Chapter 22 Electromagnetic Induction

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Transcript Chapter 22 Electromagnetic Induction

Chapter 22
Electromagnetic
Induction
When a coil of wire is in
a magnetic field, the
magnetic flux Ф is the
strength of the field B
multiplied by the area
of the coil A, Ф = BA.
A potential difference is produced
whenever the magnetic flux Ф is
changed. This potential difference
is in the form of an induced emf ε
and is equal to the rate of change
in magnetic flux, the magnetic flux
divided by the time, ε = ΔФ/Δt or
ε = ΔBA/Δt. This is Faraday’s Law
of Induction.
Since flux is BA anything
that changes B or A will
produce an emf. (1) If the
strength of the magnetic
field is changed, the flux
changes and a potential
difference is produced.
(2) Area in the field can be
changed by moving a coil of
wire into or out of a magnetic
field. Area in the field can also
be changed by rotating a coil of
wire about its diameter if the
diameter is perpendicular to the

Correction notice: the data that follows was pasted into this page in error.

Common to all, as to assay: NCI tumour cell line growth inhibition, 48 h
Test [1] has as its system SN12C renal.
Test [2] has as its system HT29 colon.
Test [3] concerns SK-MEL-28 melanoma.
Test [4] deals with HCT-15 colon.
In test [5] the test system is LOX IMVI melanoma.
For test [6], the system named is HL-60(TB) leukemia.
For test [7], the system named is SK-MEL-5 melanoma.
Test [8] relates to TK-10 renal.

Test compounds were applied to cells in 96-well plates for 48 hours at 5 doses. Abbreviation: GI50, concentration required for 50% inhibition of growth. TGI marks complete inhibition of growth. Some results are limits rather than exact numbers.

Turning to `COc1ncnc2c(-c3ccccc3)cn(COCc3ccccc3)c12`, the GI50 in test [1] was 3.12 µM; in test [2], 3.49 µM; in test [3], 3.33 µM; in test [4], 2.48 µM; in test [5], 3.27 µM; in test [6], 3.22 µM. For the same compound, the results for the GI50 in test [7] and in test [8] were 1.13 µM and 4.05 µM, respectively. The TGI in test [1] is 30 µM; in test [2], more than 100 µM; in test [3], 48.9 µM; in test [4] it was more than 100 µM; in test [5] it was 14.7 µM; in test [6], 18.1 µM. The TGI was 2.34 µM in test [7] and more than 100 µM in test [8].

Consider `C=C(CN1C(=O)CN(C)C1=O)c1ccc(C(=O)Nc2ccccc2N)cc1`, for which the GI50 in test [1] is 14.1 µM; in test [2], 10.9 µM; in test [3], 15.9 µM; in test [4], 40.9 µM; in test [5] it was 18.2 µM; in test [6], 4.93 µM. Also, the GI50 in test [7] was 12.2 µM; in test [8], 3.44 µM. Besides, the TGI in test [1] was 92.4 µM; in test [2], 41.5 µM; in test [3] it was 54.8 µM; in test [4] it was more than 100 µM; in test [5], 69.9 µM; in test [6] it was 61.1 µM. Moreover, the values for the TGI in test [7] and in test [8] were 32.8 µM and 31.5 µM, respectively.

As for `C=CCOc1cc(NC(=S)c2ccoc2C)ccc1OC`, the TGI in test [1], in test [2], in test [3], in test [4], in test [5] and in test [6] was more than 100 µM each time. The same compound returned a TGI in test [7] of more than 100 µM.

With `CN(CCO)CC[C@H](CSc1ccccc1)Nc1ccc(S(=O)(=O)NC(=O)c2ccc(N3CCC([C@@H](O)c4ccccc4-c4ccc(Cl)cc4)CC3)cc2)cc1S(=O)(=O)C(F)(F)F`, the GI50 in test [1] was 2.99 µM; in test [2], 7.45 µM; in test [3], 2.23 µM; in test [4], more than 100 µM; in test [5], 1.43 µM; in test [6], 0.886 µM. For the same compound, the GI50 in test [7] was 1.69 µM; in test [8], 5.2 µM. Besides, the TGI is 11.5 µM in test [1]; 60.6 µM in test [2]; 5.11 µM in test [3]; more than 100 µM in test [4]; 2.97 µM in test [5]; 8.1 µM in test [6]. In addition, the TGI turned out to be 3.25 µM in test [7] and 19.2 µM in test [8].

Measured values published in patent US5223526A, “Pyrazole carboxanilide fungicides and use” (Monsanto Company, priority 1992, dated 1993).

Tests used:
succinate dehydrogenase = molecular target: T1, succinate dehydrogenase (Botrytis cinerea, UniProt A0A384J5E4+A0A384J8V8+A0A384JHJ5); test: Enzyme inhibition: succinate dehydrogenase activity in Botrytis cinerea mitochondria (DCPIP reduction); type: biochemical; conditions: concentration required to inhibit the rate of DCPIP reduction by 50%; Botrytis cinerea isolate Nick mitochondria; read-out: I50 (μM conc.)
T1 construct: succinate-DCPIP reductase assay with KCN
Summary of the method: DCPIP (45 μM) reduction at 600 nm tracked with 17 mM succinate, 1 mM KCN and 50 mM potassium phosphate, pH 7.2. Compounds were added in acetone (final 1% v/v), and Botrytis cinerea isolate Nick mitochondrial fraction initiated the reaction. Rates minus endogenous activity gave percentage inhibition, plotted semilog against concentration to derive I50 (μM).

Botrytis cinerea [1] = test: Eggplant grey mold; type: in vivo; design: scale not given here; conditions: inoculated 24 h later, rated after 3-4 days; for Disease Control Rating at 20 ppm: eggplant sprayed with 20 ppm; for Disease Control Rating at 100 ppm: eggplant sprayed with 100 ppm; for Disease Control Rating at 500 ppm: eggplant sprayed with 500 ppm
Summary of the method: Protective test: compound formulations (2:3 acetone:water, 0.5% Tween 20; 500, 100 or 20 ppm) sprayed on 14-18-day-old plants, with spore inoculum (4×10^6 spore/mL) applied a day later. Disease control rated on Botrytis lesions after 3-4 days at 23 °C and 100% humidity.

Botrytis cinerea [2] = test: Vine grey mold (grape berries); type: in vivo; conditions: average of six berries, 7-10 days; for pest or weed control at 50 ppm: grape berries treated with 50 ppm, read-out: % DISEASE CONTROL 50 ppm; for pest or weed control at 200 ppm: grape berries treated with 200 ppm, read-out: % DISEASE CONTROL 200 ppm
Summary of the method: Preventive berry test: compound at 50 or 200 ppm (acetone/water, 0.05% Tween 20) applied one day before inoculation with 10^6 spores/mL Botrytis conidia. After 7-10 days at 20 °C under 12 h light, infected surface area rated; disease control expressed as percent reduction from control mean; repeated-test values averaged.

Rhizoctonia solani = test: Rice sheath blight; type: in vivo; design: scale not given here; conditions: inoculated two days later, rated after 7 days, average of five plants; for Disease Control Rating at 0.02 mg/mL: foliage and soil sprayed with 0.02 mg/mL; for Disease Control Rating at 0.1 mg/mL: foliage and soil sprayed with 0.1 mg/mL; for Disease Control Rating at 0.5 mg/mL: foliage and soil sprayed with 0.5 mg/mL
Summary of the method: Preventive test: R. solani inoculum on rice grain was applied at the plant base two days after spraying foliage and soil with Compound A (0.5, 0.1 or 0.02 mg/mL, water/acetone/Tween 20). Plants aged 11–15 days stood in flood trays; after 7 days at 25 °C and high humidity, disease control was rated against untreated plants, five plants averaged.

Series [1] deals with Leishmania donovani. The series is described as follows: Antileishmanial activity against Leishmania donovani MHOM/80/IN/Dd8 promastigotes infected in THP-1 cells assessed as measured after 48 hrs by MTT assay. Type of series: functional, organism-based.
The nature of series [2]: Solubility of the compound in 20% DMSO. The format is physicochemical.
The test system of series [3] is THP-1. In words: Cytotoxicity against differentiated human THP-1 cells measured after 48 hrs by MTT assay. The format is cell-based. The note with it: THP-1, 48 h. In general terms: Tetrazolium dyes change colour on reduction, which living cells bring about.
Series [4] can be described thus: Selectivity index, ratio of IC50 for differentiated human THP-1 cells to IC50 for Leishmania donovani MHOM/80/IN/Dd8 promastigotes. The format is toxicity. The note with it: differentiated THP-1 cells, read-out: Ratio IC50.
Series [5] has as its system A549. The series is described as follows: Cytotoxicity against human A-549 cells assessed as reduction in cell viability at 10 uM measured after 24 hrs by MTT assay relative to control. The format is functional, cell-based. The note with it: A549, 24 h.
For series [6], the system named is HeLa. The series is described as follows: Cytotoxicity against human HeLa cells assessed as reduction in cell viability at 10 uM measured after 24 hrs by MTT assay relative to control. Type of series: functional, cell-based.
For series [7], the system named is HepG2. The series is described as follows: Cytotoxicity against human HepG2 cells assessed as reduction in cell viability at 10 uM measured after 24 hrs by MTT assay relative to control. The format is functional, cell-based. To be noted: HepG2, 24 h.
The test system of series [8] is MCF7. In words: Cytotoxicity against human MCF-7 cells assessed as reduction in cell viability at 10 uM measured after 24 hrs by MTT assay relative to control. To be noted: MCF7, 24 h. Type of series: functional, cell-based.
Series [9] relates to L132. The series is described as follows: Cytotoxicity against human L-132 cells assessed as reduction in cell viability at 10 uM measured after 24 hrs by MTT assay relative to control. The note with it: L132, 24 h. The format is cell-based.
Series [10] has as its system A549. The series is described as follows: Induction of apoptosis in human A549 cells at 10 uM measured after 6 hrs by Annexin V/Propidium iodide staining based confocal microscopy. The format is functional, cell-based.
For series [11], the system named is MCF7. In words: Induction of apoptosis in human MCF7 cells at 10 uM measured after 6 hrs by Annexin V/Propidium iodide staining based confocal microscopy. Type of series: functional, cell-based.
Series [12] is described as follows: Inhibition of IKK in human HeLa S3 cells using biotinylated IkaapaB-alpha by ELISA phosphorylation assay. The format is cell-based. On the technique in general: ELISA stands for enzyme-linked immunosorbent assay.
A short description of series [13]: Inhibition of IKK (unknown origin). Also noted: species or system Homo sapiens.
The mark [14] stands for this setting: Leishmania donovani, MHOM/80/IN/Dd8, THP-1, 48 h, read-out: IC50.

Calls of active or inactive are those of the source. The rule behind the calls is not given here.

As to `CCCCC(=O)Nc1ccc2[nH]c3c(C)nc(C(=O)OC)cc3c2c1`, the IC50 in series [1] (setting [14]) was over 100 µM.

field.
Example 1: A loop of wire of
2
area 0.11 m is in a 1.0 T
magnetic field. If the field
strength increases to 4.0 T
over a period of 5 seconds,
what emf is produced?
Example 2: A loop of wire of
area 0.5 m2 is moving into a
0.7 T magnetic field. If it
takes 4 seconds for the loop
to move from completely
outside the field to completely
inside the field, what emf is
produced?
When an emf is produced using
Faraday’s Law a current can be
produced. This current will
produce its own magnetic field
as discussed in the previous
chapter. But, what is the
direction of the original emf and
the conventional current flow?
The direction is such that the
magnetic field it produces is
opposite the change in flux that
produces the emf. This is Lenz’s
Law and it is how the direction of
the induced current is found.
(ε = ΔФ/Δt is usually written with a
minus sign, ε = -ΔФ/Δt, to indicate
the emf and the current produced
are opposite the change in flux.)
To find the direction of the
induced current, first determine
if the change in flux ΔФ or ΔBA
is an increase or a decrease. If
it is an increase, the magnetic
field produced by the induced
current must be in the opposite
direction of the original
magnetic field.
If the change in flux is a decrease,
the magnetic field produced by the